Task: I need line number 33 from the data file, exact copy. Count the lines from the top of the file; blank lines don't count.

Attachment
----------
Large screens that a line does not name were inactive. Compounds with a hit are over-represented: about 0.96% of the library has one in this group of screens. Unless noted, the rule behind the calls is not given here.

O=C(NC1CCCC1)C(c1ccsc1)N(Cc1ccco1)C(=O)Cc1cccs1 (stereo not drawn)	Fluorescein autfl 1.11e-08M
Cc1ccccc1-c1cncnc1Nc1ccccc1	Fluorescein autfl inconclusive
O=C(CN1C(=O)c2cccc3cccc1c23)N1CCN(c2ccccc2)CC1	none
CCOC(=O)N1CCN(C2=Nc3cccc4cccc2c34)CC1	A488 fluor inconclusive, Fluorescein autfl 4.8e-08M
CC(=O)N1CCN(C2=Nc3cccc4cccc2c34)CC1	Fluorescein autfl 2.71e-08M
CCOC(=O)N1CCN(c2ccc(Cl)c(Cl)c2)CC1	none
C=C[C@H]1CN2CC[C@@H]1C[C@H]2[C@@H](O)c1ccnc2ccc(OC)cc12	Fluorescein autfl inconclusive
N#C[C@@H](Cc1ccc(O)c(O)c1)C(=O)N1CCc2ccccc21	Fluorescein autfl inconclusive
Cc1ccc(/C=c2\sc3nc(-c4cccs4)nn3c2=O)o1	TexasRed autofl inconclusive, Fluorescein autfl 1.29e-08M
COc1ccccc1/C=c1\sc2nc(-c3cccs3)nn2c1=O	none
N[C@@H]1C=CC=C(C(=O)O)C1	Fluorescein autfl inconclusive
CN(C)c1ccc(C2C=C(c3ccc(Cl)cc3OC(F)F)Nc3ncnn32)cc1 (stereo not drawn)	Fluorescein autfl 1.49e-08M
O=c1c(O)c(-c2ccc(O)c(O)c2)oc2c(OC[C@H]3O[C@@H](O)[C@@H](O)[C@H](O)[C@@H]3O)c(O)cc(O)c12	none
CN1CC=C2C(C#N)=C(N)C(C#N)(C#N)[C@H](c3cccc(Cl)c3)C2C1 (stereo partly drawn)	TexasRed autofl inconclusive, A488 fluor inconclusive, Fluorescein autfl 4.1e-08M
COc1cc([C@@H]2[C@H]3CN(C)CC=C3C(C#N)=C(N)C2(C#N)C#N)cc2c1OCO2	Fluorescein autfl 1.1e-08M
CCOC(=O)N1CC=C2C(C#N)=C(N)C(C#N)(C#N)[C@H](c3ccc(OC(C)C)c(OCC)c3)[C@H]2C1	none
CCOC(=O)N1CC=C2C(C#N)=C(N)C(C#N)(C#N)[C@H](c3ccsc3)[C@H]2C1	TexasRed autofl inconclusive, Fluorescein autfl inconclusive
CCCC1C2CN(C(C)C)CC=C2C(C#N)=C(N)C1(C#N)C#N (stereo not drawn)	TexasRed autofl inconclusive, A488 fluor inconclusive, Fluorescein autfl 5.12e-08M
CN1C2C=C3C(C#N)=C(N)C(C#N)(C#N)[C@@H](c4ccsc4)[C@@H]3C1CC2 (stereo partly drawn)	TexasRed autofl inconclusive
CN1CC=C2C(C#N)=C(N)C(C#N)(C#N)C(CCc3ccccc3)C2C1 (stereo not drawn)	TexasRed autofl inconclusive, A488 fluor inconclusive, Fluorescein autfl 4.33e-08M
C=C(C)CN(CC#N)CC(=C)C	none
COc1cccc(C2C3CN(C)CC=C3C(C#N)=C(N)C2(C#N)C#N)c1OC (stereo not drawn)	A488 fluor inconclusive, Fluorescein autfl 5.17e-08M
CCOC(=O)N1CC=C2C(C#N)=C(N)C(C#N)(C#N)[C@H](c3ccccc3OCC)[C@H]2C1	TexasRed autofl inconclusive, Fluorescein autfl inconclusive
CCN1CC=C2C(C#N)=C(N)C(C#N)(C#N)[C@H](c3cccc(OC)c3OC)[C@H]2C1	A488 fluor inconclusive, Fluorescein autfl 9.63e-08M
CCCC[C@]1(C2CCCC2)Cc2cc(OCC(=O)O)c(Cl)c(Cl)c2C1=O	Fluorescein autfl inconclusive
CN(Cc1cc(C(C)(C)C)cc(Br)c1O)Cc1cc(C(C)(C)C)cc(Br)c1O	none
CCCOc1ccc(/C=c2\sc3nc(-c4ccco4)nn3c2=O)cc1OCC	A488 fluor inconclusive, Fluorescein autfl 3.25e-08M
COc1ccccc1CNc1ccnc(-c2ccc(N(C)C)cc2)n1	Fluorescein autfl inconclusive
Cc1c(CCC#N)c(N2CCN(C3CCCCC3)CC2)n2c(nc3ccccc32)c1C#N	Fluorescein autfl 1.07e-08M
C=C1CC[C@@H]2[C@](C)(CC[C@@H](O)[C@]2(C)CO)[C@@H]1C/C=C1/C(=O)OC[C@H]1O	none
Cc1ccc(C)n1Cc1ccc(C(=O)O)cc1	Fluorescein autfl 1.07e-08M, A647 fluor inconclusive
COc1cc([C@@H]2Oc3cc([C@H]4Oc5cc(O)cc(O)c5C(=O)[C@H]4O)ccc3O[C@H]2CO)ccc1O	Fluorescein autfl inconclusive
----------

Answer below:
COc1cc([C@@H]2Oc3cc([C@H]4Oc5cc(O)cc(O)c5C(=O)[C@H]4O)ccc3O[C@H]2CO)ccc1O	Fluorescein autfl inconclusive